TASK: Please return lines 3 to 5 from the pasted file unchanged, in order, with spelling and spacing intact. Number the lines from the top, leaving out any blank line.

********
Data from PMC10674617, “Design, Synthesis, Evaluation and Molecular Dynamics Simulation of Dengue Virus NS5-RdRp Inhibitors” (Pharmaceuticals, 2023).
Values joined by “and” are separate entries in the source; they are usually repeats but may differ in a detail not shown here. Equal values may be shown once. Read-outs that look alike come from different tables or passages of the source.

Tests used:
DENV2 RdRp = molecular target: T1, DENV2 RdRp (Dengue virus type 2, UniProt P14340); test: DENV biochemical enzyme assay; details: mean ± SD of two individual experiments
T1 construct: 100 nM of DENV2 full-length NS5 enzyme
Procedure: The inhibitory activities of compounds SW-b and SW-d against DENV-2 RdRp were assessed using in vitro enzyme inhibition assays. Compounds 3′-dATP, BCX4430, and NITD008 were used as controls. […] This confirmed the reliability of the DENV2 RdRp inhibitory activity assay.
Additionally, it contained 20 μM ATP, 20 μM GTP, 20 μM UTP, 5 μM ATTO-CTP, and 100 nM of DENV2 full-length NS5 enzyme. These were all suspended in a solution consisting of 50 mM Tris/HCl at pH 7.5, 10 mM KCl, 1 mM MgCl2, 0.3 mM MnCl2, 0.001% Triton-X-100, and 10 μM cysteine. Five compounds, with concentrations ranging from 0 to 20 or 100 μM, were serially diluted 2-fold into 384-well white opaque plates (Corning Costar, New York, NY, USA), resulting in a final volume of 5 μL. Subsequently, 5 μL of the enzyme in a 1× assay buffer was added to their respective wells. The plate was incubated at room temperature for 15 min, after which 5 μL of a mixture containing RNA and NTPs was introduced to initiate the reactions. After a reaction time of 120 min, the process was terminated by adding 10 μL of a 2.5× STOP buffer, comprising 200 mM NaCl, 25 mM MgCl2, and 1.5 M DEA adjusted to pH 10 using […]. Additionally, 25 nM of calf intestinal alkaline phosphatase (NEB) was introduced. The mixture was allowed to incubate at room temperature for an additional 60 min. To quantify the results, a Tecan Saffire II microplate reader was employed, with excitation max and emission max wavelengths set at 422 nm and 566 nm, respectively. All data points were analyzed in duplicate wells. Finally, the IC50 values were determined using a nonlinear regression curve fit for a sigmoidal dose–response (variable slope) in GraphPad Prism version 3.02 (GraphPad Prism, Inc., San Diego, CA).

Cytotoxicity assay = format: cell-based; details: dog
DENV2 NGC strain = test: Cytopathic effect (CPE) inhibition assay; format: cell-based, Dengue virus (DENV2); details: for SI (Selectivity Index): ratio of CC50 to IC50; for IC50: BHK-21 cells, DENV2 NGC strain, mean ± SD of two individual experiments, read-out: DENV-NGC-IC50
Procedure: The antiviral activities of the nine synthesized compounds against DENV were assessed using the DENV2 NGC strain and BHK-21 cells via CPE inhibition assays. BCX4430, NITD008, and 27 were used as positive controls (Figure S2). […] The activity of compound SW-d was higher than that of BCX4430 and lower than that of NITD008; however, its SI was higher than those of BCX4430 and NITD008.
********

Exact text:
Tests used:
DENV2 RdRp = molecular target: T1, DENV2 RdRp (Dengue virus type 2, UniProt P14340); test: DENV biochemical enzyme assay; details: mean ± SD of two individual experiments
T1 construct: 100 nM of DENV2 full-length NS5 enzyme